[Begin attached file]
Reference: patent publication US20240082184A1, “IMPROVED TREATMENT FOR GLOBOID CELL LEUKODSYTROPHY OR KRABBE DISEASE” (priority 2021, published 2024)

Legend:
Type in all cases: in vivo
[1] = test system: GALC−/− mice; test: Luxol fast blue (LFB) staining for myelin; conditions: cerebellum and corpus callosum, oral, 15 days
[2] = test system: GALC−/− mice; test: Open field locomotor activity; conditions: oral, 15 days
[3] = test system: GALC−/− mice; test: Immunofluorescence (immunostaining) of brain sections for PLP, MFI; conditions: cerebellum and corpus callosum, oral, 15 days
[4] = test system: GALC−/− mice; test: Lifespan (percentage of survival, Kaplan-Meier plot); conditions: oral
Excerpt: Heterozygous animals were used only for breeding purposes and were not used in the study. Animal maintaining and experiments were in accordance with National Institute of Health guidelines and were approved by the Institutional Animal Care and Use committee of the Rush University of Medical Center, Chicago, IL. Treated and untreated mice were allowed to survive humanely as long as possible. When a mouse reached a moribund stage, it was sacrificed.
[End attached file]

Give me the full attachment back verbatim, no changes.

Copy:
Reference: patent publication US20240082184A1, “IMPROVED TREATMENT FOR GLOBOID CELL LEUKODSYTROPHY OR KRABBE DISEASE” (priority 2021, published 2024)

Legend:
Type in all cases: in vivo
[1] = test system: GALC−/− mice; test: Luxol fast blue (LFB) staining for myelin; conditions: cerebellum and corpus callosum, oral, 15 days
[2] = test system: GALC−/− mice; test: Open field locomotor activity; conditions: oral, 15 days
[3] = test system: GALC−/− mice; test: Immunofluorescence (immunostaining) of brain sections for PLP, MFI; conditions: cerebellum and corpus callosum, oral, 15 days
[4] = test system: GALC−/− mice; test: Lifespan (percentage of survival, Kaplan-Meier plot); conditions: oral
Excerpt: Heterozygous animals were used only for breeding purposes and were not used in the study. Animal maintaining and experiments were in accordance with National Institute of Health guidelines and were approved by the Institutional Animal Care and Use committee of the Rush University of Medical Center, Chicago, IL. Treated and untreated mice were allowed to survive humanely as long as possible. When a mouse reached a moribund stage, it was sacrificed.